Dr. Judy Chu was elected to the U.S. House of Representatives in July of 2009. On her very first day in office, she worked through the night during a marathon debate to help pass President Obama’s healthcare reform bill. In 2012, she was re-elected to the newly drawn 27th District of California.
In the 113th Congress, Rep. Chu serves on the House Judiciary Committee, where she is a member of two Subcommittees: Crime, Terrorism, Homeland Security and Investigations, and Intellectual Property (IP) and the Internet. Recognizing the critical need to protect the rights of the creative community in the U.S., Rep. Chu spearheaded the creation of the Congressional Creative Rights Caucus (CRC) in January of 2013. Spanning both ends of the political spectrum and including Representatives from all across the country, the CRC now boasts 43 members. The CRC educates Members of Congress and the general public about the importance of preserving and protecting the rights of the creative community.
Congresswoman Chu also serves on the House Small Business Committee, where she is the Ranking Member on the Subcommittee on Economic Growth, Tax and Capital Access and a member of the Subcommittees on Contracting and Workforce and Investigations, Oversight and Regulations. In the 112th Congress, Rep. Chu passed major federal contracting reform for small businesses, including her bill, the “Building Better Business Partnerships Act,” which strengthens federal mentor-protegé programs. The reforms increase contracting opportunities for small business and create protections against contracting fraud and abuse.
Rep. Chu holds the distinction of being the first Chinese American woman elected to Congress. In 2011, her peers elected her as the Chair of the Congressional Asian Pacific American Caucus (CAPAC). In this capacity, she fights for the rights, needs, and concerns of the Asian American and Pacific Islander (AAPI) community. Most notably, her resolution that formally expresses the regret of the U.S. House of Representatives for the Chinese Exclusion Act of 1882 was unanimously approved by Congress. The Chinese Exclusion Act prevented Chinese citizens from becoming naturalized American citizens, voting, or immigrating to the United States until it was repealed 60 years later. Congresswoman Chu’s bill, H. Res 683, marks the fourth time Congress has passed such apologies in the last 25 years. The others were for the Japanese American concentration camps during World War II, the overthrow of the Hawaiian monarchy, and for slavery.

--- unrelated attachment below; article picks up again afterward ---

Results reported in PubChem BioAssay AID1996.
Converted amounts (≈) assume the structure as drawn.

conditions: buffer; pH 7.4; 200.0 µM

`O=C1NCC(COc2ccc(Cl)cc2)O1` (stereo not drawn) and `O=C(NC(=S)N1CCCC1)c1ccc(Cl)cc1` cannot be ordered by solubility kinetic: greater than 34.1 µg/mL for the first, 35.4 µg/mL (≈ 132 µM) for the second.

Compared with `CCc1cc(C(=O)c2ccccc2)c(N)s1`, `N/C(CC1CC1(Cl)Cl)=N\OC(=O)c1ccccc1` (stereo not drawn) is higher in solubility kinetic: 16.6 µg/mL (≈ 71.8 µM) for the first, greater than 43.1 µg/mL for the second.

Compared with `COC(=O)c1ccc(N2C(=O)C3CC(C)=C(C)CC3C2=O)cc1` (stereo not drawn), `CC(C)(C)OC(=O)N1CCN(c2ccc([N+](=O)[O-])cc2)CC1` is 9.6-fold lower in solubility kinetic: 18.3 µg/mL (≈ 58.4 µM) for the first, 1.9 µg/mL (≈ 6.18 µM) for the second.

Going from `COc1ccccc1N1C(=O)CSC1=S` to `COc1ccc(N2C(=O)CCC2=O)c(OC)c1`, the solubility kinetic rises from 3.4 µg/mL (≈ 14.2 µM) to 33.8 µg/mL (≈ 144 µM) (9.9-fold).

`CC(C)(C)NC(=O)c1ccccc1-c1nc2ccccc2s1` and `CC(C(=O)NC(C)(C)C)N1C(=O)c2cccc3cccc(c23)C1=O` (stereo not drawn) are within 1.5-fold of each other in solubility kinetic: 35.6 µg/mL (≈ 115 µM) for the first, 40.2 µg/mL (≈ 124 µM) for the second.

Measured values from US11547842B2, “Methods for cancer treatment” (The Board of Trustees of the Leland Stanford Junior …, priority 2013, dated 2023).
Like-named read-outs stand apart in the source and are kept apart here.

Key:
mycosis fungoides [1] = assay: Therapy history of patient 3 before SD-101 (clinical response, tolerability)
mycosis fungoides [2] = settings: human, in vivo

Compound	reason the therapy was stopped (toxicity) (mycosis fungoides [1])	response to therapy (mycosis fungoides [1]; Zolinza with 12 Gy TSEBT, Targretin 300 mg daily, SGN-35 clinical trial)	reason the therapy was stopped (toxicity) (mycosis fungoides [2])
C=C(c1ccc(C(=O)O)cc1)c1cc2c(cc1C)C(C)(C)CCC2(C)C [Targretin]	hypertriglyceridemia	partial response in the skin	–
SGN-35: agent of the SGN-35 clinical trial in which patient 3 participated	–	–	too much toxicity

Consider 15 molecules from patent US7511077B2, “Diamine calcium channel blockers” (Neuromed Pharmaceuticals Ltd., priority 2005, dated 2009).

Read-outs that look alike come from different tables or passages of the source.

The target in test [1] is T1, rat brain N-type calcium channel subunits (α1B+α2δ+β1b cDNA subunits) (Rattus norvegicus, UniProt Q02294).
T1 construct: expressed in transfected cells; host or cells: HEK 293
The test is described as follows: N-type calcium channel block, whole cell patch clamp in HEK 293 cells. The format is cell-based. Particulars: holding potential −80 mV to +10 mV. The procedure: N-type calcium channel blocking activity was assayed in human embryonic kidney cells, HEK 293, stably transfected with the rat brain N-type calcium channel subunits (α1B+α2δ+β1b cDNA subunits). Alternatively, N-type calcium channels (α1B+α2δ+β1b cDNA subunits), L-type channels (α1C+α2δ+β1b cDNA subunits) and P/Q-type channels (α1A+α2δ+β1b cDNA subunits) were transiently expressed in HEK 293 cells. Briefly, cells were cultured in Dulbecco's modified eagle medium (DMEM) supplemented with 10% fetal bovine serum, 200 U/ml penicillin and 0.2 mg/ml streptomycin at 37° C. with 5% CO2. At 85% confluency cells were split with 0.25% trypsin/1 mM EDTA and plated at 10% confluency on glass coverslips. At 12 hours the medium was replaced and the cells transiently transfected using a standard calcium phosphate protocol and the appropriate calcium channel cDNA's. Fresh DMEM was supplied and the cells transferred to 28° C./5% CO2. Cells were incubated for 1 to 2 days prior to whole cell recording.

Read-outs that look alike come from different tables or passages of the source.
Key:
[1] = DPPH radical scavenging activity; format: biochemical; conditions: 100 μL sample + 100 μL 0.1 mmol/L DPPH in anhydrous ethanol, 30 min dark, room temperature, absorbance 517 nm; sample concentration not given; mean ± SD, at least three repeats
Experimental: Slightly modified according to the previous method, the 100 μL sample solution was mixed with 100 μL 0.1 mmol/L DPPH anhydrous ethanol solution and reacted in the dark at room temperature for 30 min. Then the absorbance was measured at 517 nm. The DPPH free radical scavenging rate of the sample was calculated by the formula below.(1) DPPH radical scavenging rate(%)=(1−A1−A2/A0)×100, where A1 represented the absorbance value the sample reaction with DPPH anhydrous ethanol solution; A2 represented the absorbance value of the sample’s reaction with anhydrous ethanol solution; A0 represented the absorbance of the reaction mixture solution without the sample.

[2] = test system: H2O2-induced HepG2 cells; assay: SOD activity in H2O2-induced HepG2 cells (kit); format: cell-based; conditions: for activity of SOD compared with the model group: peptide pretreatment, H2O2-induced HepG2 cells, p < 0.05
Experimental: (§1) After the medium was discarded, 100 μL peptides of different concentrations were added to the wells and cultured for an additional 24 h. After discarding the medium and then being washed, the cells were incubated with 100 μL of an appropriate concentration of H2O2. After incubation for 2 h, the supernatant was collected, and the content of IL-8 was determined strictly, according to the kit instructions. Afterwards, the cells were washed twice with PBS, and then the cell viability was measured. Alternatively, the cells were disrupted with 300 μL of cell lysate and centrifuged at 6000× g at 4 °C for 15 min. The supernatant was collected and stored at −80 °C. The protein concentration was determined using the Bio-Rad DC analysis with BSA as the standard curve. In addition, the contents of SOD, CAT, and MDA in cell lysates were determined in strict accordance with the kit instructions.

Congresswoman Chu is also a leading voice in the fight against military hazing. In 2011, Rep. Chu tragically lost her nephew, a Marine stationed in Afghanistan. Lance Crpl. Harry Lew committed suicide after enduring several hours of hazing at the hands of his peers. Since then, the Congresswoman has worked hard to prevent future tragedies, introducing legislation that was included in the Fiscal Year 2013 National Defense Authorization Act that will help combat military hazing. Thanks to her efforts, each branch of the Armed Forces will provide a report to Congress that provides, among other things, an evaluation of the definition of hazing, a discussion of hazing prevention and response policies, an explanation of how hazing is reported and tracked, and an analysis of the scope of hazing within each branch.
Last Congress, Rep. Chu sponsored the POWER Act, which protects immigrant workers from exploitation by their employers. In the 113th Congress, she is continuing to fight for passage of Comprehensive Immigration Reform.
Congresswoman Chu’s career began as an educator. She taught psychology at Los Angeles City College and East Los Angeles College for 20 years.
She was first elected to the Garvey School District Board of Education in 1985. She was then elected to the Monterey Park City Council, where she served as Mayor for three terms, before moving on to the California State Assembly. Chu served as Chair of the powerful State Appropriations Committee, which oversees all legislation with a fiscal impact on California. While in the Assembly, she introduced and helped pass the most successful tax amnesty bill in the nation, which was estimated to bring in $300 million but actually raised $4.8 billion in revenue for the state budget without increasing taxes. After serving in the Assembly house, Chu was elected to California’s tax board, known as the State Board of Equalization.
Rep. Chu earned her B.A. in mathematics from UCLA and her Ph.D. in psychology from the California School of Professional Psychology.